6 Tips For Getting On Top Of A Debt Mountain

What To Do When You’re Swimming In Debt – The Top 6 Tips.

Here at The First Home Buyer’s Club, we get excited about helping first home buyers through the process of purchasing their first home.  But often, this excitement is hit with a dose of reality when we discover the amount of debt they have on board.

Debt is one of the biggest roadblocks we encounter when trying to help first home buyers along the journey.

Why Is Debt Such A Problem?

When the bank looks at providing a pre-approval, there are a few moving parts they consider when deciding whether to give you a ‘Yes’.

These are; deposit amount from KiwiSaver and savings, combined household income, and debt.  Often we find the first two parts look promising, but if we uncover any debt, we have to re-adjust our sights.

Banks look at debt as a negative because it takes away from your ability to pay your mortgage.  Therefore, when assessing your loan application for approval, they factor in any debt repayments you’ll have to make.  This ultimately reduces the amount you are able to borrow for buying your home.

The Effect Of Debt On Your Borrowing Power.

While it might seem easier to bury your head and ignore the problem, let’s for a moment consider the calculation example below to show how debt affects your lending ability. $10,000 on a personal or bank loan will have the effect of reducing your borrowing amount by $53,000.  $10,000 of credit card debt has the effect of reducing potential borrowing by $46,000.


Taking Steps To Reduce Your Debt

Now that you’re armed with the motivation to get on top of your debt, here are our six tips to do it.

1. Create a budget that includes a weekly debt repayment

If you are serious about buying your first home, a budget should be an essential part of your plan.  A budget can be used to get a repayment plan on track and once you’re at zero debt, these payments can become contributions to your deposit.

Creating a budget may seem tedious, so luckily there are some great tools out there to help you.  There is Pocketsmith, an App that acts as your financial assistant.  Sorted.org also has a great budgeting tool that allows your spending to be tracked.

The key part of budgeting is to include a weekly amount for debt repayment.  The payment should be a manageable amount however if you are prepared to make some sacrifices, an increase in this repayment amount can have a larger impact.  Remember – be sure to set your repayments up as an automatic payment, so it is set and forget.

2. Prioritise the debt with the highest interest rate or smallest debt.

If you’ve got debts of various types (credit card, personal loan, hire purchase), a good way of getting them paid off is to prioritise them in order for focused repayments.  There are two suggested ways of doing this.  The first option is to prioritise the debt with the highest interest rate.  The benefit of this is to minimise the total interest cost by shortening the length of time it is accruing interest.  The second way is to focus on the smallest debt which helps to get the ball rolling on your debt repayment and encourages you as you tick one debt off the list.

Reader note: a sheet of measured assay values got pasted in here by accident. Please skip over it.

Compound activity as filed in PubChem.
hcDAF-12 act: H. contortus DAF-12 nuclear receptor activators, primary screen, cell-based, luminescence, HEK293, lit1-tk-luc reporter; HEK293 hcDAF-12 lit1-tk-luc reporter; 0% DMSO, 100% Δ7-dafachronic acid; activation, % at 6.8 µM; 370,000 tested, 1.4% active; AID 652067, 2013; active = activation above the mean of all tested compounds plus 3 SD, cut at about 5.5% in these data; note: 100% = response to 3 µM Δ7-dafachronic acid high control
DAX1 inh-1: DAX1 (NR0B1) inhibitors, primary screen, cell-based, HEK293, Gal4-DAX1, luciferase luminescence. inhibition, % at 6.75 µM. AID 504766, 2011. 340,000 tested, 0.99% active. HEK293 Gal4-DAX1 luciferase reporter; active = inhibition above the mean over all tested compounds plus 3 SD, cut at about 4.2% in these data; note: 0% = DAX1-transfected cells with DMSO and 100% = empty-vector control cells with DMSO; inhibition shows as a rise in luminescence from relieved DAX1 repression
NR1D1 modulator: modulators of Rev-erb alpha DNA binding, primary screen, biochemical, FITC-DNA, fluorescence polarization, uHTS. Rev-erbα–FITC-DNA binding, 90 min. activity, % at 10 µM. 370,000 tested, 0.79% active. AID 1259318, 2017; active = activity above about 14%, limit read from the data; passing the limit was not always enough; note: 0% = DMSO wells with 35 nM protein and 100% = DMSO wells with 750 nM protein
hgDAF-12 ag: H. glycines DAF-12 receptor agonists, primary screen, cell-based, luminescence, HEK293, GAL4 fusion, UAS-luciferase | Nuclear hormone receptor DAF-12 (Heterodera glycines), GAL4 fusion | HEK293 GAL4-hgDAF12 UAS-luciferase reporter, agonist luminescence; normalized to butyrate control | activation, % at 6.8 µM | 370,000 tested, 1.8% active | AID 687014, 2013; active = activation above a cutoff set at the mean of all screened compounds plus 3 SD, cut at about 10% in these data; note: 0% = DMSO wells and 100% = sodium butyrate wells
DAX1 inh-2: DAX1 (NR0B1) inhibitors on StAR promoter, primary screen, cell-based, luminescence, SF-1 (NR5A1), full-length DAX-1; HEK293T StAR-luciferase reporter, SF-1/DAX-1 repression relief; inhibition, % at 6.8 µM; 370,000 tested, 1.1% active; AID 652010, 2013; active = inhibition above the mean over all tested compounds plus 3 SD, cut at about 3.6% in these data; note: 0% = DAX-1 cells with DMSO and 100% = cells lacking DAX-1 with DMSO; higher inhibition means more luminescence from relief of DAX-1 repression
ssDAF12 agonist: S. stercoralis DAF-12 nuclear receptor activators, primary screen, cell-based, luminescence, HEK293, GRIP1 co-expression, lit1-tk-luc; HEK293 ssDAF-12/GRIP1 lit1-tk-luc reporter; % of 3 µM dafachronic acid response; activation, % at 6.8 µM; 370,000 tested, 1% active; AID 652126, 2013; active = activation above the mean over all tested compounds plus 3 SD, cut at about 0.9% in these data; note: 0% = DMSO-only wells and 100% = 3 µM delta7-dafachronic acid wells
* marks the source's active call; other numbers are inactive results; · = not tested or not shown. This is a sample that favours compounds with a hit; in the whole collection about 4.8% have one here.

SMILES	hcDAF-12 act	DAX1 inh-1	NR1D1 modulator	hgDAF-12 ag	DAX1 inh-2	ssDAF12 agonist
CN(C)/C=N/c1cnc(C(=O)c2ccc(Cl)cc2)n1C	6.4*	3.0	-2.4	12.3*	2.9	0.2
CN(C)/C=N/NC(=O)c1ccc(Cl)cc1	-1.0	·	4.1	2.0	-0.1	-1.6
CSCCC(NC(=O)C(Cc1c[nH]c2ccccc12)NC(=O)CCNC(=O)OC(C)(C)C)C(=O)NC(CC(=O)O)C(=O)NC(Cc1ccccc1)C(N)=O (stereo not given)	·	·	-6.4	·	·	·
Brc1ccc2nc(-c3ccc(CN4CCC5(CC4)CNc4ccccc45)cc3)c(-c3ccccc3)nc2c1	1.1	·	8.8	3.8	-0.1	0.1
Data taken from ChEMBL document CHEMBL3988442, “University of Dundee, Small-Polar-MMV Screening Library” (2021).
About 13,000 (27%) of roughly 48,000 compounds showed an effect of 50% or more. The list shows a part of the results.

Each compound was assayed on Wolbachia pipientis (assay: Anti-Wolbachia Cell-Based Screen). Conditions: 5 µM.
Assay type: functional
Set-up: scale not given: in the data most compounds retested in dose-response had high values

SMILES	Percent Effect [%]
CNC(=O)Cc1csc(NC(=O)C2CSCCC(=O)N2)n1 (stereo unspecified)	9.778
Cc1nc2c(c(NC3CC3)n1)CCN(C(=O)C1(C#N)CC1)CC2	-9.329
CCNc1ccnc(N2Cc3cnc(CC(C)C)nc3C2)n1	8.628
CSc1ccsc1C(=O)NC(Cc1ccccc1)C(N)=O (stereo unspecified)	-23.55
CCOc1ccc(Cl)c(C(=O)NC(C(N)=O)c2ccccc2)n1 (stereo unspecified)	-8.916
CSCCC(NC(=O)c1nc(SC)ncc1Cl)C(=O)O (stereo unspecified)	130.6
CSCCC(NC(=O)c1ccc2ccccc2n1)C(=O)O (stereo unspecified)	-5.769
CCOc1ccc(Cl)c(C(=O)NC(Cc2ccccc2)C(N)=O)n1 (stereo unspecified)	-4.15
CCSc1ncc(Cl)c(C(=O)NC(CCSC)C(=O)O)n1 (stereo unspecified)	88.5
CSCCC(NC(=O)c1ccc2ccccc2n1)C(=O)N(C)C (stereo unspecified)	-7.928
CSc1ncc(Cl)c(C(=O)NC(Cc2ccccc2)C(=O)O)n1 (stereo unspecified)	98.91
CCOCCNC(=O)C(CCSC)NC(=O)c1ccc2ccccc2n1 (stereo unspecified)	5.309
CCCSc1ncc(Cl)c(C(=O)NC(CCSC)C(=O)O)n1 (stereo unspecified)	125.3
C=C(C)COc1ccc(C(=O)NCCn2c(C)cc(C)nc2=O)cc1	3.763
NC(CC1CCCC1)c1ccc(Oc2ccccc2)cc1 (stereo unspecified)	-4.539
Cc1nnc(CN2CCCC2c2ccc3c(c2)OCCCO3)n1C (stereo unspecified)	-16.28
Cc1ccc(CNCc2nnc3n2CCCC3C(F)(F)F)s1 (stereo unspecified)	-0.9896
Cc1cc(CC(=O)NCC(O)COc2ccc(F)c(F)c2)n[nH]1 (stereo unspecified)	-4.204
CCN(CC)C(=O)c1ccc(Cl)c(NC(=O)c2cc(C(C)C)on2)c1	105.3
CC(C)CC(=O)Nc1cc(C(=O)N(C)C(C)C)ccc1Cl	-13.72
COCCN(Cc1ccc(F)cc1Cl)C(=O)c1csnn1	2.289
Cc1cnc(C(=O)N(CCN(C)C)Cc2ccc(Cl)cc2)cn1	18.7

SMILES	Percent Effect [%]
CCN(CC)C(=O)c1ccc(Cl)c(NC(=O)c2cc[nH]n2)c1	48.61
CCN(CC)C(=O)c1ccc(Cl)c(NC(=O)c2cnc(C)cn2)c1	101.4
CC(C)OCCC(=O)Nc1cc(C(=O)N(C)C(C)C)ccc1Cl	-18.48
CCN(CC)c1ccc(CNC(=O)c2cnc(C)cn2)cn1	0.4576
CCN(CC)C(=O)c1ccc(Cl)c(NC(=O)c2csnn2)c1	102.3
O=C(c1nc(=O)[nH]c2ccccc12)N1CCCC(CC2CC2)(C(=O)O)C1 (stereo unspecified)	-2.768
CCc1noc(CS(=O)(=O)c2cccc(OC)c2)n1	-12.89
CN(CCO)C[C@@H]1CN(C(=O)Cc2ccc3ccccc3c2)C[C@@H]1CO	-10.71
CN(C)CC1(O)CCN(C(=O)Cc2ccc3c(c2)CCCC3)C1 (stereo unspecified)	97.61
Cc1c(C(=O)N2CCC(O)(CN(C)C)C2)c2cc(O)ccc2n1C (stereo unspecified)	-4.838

3. Contribute any additional cash to debt repayment

From time to time we come into some unexpected money, be it a work bonus or a tax refund.  While the temptation is to spend it, try to keep your eye on the ultimate goal and use it to get rid of that debt quicker.

4. Make Efforts To Change Spending Behaviour.

Getting on top of your debt is really only going to truly work with a committed effort to change the behaviours that got you into debt.  Did you buy a new car on finance?  A better approach is to re-adjust your sights to a car you can afford to buy, from money saved.  Paying cash will also give you the opportunity to negotiate on price, as well as avoiding ongoing payments for an asset that is losing value.

If you’ve got credit cards that you struggle to avoid maxing out, you should cancel them to avoid your credit repayments being wasted.

5. Reduce Your Credit Card Limit

If canceling your cards really isn’t an option, then reducing their limits will still have a positive effect on your ability to borrow from the Banks.

Reducing your credit card limits has two effects; firstly reducing your “available” funds to curb extra spending. Secondly, the bank looks at your card limit as a worst-case scenario.

So even if you only have a balance of $5,000 of a $10,000 credit limit, the bank will still look at it as if the credit card is maxed out.

6. Look Into Debt Consolidation

Debt consolidation is where you take a bunch of different debts and wrap them up in one loan.

The benefits of debt consolidation can be;

  • a single loan can make it easier to manage payments and budgeting.
  • it usually means a lower interest rate.
  • it is often a loan over a longer period so the payments are generally smaller.

However debt consolidation does have its downsides with the longer period meaning more interest paid overall and it is not always possible in all cases.

For assistance with debt consolidation, complete the below form to have one of our advisors take a look to see if debt consolidation is an option.



Dustin Lindale March 4, 2019 Blog